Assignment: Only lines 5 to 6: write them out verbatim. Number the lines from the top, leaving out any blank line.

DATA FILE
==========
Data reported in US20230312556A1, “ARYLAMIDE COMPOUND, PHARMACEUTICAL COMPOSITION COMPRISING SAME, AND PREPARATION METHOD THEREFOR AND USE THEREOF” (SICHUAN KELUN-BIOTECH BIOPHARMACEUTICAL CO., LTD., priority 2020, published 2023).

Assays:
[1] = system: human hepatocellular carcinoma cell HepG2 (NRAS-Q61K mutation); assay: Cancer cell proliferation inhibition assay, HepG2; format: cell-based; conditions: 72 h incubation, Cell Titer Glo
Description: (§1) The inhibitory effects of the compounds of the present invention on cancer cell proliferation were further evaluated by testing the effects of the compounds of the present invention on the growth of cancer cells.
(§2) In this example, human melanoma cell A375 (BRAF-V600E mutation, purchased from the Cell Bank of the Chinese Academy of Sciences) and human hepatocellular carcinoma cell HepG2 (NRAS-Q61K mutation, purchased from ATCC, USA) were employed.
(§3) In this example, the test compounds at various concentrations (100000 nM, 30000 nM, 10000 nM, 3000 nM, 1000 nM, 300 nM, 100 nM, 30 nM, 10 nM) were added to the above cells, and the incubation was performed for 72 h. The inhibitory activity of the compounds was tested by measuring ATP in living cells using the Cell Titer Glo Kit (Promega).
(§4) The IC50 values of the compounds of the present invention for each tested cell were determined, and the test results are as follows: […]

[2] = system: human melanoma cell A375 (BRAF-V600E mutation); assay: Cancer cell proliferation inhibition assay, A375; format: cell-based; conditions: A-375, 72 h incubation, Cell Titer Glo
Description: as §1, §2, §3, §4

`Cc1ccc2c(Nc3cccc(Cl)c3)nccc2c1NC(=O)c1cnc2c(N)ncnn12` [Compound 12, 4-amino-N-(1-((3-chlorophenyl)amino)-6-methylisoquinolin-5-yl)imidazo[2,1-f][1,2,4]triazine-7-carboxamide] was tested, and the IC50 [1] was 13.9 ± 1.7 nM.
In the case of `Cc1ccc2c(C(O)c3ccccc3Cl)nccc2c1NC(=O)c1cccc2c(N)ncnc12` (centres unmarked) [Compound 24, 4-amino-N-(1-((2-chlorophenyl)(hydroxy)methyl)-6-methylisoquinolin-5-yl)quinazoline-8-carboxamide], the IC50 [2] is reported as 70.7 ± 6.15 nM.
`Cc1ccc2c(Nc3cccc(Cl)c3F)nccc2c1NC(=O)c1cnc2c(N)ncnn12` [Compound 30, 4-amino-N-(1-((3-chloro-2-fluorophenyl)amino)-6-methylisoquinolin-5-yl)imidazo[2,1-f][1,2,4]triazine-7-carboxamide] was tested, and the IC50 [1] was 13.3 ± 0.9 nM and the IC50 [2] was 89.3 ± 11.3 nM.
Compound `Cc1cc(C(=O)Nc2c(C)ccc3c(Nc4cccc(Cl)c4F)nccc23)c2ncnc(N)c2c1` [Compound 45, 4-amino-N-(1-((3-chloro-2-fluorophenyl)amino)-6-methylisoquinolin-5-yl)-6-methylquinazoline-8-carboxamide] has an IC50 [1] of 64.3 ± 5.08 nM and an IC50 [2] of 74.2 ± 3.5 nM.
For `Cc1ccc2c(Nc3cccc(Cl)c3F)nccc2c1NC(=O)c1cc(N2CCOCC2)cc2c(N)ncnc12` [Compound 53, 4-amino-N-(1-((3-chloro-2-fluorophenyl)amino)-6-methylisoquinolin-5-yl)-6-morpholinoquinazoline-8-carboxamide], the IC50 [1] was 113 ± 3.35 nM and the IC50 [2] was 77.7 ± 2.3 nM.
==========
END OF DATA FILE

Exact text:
(§2) In this example, human melanoma cell A375 (BRAF-V600E mutation, purchased from the Cell Bank of the Chinese Academy of Sciences) and human hepatocellular carcinoma cell HepG2 (NRAS-Q61K mutation, purchased from ATCC, USA) were employed.
(§3) In this example, the test compounds at various concentrations (100000 nM, 30000 nM, 10000 nM, 3000 nM, 1000 nM, 300 nM, 100 nM, 30 nM, 10 nM) were added to the above cells, and the incubation was performed for 72 h. The inhibitory activity of the compounds was tested by measuring ATP in living cells using the Cell Titer Glo Kit (Promega).